Are Fireworks Legal in New Jersey?
Hey Alexa, play "Firework" by Katy Perry!
It's undeniable - one of the best spring and summertime past times, along with beach days, barbecues, festivals, pool parties, and concerts, are watching big, boomy, beautiful fireworks light up the night sky!
They're a dazzling, flashy way to light up any special occasion and make it one for the memory books! I'm sure more than a few of us have memories of lighting fireworks at family gatherings and backyard events... but where they always legal? Depending on which state you were in...perhaps not! (Admit it, you knew, didn't you!)
With summer and July 4th in mind, It's important to know the do's and don'ts of lighting fireworks, because the rules are not the same in every state.
So are fireworks legal in New Jersey?
The short answer is: No, fireworks are not legal in New Jersey, unless you have a permit.
The law states:
"It shall be unlawful for any person to offer for sale, expose for sale, sell, possess or use, or explode any blank cartridge, toy pistol, toy cannon, toy cane or toy gun in which explosives are used; the type of balloon which requires fire underneath to propel the same; firecrackers; torpedoes; skyrockets, Roman candles, bombs, or other fireworks of like construction, or any fireworks containing any explosive or inflammable compound or any tablets or other device commonly used and sold as fireworks..." - NJ.gov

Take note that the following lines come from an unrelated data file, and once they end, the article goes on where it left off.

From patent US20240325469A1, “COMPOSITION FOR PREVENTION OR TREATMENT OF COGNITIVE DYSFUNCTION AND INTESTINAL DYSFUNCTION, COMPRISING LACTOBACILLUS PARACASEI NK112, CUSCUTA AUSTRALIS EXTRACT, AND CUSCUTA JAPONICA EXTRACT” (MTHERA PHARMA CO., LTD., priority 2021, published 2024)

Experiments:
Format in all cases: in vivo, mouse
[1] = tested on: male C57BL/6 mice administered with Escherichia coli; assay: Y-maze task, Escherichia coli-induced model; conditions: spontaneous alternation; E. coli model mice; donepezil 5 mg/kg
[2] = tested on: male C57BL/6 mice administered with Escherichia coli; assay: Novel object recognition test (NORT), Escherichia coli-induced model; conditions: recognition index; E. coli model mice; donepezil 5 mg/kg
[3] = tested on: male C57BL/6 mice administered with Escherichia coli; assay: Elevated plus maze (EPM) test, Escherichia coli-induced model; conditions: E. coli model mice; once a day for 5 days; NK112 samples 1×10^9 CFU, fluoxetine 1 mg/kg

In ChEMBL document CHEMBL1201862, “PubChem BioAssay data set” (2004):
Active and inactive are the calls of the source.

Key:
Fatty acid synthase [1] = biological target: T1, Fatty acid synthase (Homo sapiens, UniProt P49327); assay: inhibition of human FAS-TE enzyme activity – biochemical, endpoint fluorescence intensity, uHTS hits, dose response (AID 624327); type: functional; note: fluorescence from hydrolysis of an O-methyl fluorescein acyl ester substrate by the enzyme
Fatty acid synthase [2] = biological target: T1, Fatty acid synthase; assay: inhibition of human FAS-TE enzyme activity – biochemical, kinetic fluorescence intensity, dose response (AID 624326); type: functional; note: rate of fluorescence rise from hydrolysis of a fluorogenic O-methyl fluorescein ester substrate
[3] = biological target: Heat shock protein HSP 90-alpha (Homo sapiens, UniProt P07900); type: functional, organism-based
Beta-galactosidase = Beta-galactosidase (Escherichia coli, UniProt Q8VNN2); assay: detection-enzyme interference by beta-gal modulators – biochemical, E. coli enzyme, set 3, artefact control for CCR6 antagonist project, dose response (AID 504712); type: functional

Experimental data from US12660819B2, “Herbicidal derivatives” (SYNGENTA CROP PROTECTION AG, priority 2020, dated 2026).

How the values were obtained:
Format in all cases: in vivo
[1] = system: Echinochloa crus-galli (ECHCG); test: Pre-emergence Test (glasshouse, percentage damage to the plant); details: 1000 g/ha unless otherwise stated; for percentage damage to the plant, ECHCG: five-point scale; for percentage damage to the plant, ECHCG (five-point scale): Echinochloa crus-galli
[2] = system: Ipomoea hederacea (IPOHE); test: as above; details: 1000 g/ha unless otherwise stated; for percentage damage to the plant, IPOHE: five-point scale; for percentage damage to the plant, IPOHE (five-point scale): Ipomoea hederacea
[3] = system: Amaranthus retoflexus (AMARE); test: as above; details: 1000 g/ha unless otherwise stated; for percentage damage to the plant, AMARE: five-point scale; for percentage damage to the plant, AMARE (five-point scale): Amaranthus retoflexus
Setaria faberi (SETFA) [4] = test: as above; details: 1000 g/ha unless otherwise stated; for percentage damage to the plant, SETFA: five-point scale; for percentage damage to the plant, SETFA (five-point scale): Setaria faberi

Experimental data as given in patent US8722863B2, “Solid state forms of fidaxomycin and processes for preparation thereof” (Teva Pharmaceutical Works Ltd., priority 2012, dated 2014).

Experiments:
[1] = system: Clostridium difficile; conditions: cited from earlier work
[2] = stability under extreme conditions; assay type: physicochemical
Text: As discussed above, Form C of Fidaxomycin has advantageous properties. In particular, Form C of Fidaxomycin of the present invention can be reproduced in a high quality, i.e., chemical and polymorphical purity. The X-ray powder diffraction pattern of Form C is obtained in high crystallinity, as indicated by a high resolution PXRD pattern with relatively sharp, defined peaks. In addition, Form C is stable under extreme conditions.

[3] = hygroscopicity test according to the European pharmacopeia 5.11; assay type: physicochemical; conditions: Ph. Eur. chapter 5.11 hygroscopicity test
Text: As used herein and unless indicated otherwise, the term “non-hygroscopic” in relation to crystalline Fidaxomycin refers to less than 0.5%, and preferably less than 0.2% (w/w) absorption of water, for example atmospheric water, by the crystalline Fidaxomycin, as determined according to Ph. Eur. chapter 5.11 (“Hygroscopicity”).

What types of fireworks are illegal in New Jersey?
As far as aerial consumer fireworks go (a.k.a., the big boomy ones that explode in the sky), those are only permitted if they are part of a public fireworks display, approved by governing body of any municipality. Basically, if it leaves the ground, you need a permit.
- Bottle rockets
- Roman candles
What are the exceptions?
But wait! You can still have some sparkly fun in your backyard this summer. Hand-held, ground-based devices and novelties are ok to use! Think sparklers, glow worms, smoke devices, and pop pop crackers. These are permitted for sale and use for those 16 and older.
What are the penalties for using fireworks illegally?
If law enforcement catches you selling or possessing with intent to sell prohibited fireworks without a permit, you're subject to being charged with a fourth degree crime. If you buy or use a prohibited firework, you're guilty of a petty disorderly persons offense.
So play it safe: if you want some big, flashy aerial fireworks this July 4th, check out these New Jersey July 4th fireworks guides down below!